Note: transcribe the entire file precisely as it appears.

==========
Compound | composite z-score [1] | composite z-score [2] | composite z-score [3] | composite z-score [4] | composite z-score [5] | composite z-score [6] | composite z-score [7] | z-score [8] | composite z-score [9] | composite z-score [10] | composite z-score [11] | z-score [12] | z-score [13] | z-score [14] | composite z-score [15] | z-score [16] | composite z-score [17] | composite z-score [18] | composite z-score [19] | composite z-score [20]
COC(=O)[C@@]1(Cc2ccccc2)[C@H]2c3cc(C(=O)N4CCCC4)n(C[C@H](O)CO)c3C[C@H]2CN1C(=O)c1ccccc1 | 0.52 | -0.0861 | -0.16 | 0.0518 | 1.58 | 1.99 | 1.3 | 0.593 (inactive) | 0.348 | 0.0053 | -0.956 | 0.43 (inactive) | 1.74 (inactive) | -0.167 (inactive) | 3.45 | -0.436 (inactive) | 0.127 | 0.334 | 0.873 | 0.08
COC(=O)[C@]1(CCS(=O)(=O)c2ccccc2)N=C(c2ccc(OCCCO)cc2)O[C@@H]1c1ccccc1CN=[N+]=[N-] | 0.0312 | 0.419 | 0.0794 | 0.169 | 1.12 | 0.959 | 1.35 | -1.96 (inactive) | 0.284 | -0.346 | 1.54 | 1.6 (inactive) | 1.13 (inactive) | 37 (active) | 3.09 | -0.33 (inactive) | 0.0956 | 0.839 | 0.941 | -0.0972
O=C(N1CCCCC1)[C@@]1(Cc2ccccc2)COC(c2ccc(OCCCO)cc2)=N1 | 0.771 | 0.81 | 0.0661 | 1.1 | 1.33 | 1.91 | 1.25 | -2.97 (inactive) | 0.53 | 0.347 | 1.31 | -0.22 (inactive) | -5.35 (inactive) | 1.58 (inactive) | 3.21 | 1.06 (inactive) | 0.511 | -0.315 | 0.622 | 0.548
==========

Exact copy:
Compound | composite z-score [1] | composite z-score [2] | composite z-score [3] | composite z-score [4] | composite z-score [5] | composite z-score [6] | composite z-score [7] | z-score [8] | composite z-score [9] | composite z-score [10] | composite z-score [11] | z-score [12] | z-score [13] | z-score [14] | composite z-score [15] | z-score [16] | composite z-score [17] | composite z-score [18] | composite z-score [19] | composite z-score [20]
COC(=O)[C@@]1(Cc2ccccc2)[C@H]2c3cc(C(=O)N4CCCC4)n(C[C@H](O)CO)c3C[C@H]2CN1C(=O)c1ccccc1 | 0.52 | -0.0861 | -0.16 | 0.0518 | 1.58 | 1.99 | 1.3 | 0.593 (inactive) | 0.348 | 0.0053 | -0.956 | 0.43 (inactive) | 1.74 (inactive) | -0.167 (inactive) | 3.45 | -0.436 (inactive) | 0.127 | 0.334 | 0.873 | 0.08
COC(=O)[C@]1(CCS(=O)(=O)c2ccccc2)N=C(c2ccc(OCCCO)cc2)O[C@@H]1c1ccccc1CN=[N+]=[N-] | 0.0312 | 0.419 | 0.0794 | 0.169 | 1.12 | 0.959 | 1.35 | -1.96 (inactive) | 0.284 | -0.346 | 1.54 | 1.6 (inactive) | 1.13 (inactive) | 37 (active) | 3.09 | -0.33 (inactive) | 0.0956 | 0.839 | 0.941 | -0.0972
O=C(N1CCCCC1)[C@@]1(Cc2ccccc2)COC(c2ccc(OCCCO)cc2)=N1 | 0.771 | 0.81 | 0.0661 | 1.1 | 1.33 | 1.91 | 1.25 | -2.97 (inactive) | 0.53 | 0.347 | 1.31 | -0.22 (inactive) | -5.35 (inactive) | 1.58 (inactive) | 3.21 | 1.06 (inactive) | 0.511 | -0.315 | 0.622 | 0.548